Athletic competitions, when you get right down to it, consist of a series of problems or puzzles. The coach’s job is to be sure the athlete has enough tools to solve every problem and to teach the player how and when to use them.
Do you want to really get your team’s attention? Start a pre-game speech with “I made a mistake.”
Players don’t hear those words very often from their coach. When they do, it’s usually followed by “I thought you were better than you are.” What’s wrong with telling your players you were wrong, you made a mistake, screwed things up, and in the end, let them down?
Old sayings have merit. If they didn’t, people would have stopped repeating them long before they became old sayings.
And the adage that every youth sports coach wants to coach a team full of orphans is certainly grounded in some truth.
Earlier this week, the 14U girls soccer team I coach had a very unique experience. Lauren Gregg, who served as the assistant coach with the U.S. women’s national team for 12 years, trained them.
Naturally, any time your team can have access to a high-level coach, your players are going to get a lot out of it. But the experience for the girls – and for me -- was even better than I thought it would be.
The hiring process in a business is pretty clear-cut. There’s an opening that requires a certain set of skills. Qualified candidates apply, and the person deemed capable of doing the best job gets the position.
In youth sports organizations, the process can be upside-down at times. When a club needs a coach, the search begins. The club tries to get the best coach available. Adding non-coaching duties to a job description is a common way for clubs to increase the salary of quality coaches.
There are 3.3 million apps in the Google Play store, and there’s probably that many people in the world with an idea for another one.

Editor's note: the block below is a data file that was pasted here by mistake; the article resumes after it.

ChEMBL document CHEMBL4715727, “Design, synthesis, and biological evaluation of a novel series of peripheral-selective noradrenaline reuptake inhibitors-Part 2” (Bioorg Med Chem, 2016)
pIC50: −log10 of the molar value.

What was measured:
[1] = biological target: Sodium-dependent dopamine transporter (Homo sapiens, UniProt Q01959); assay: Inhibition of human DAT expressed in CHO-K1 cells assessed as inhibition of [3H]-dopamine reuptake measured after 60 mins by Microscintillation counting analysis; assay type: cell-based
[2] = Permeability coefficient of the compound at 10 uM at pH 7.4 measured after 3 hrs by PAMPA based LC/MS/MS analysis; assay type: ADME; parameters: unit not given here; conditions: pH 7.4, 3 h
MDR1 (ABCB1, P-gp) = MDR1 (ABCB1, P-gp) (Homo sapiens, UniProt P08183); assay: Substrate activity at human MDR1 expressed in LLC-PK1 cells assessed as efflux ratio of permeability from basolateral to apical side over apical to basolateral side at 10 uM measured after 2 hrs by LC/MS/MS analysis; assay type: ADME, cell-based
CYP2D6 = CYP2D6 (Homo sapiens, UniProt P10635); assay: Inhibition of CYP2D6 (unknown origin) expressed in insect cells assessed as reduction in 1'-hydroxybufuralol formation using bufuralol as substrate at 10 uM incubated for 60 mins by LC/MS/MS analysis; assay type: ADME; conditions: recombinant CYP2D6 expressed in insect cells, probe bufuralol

The question is, how many apps do you need to make your team or organization more efficient? The good news is the answer is one.
DRIVN is uniquely qualified to do everything a team needs. For a sample of what it can do, watch a six-minute video.
There’s a simple reason why DRIVN is the only piece of technology you need.
I coach girls soccer. The girls I am currently coaching are between 13 and 15, so the following sentence from a study by the Journal of the American Medical Association (JAMA) certainly caught my eye.
The study found that “Among teenage athletes, the rate of ACL tears is rising, with the sharpest increase seen in females aged 13-17 who, over the last 13 years, have experienced a 59 percent increase in the number of required reconstruction procedures.”
Way back in the 90s, the late Tony DiCicco had his players complete an exercise that emphasized teamwork, accountability and work ethic.
DiCicco used the exercise with his 1996 Olympic Gold medal winning Women’s soccer team and the 1999 Women’s World Cup Champions.
Do you, as a coach, really know how your players are feeling? Do your players really understand the factors that affect their performance?
They tell you they are fine, but they aren’t playing as well you know they can. So how can you be sure?
DRIVN users have found the questionnaire feature to be a very valuable tool in obtaining the information needed to help athletes achieve a consistently high level of performance.
The latest consensus in the debate about kids playing multiple sports seems to be trending toward it being a good idea.
It’s quite common to see young athletes – especially at the middle and high school ages – playing more than one sport in the same season. They play a school sport after school and rush to their club practice at night.
We are not going to add to the debate here and contribute our opinions on whether it is good or bad, right or wrong. Instead, we want to talk about the inevitable consequences – issues arising from overuse.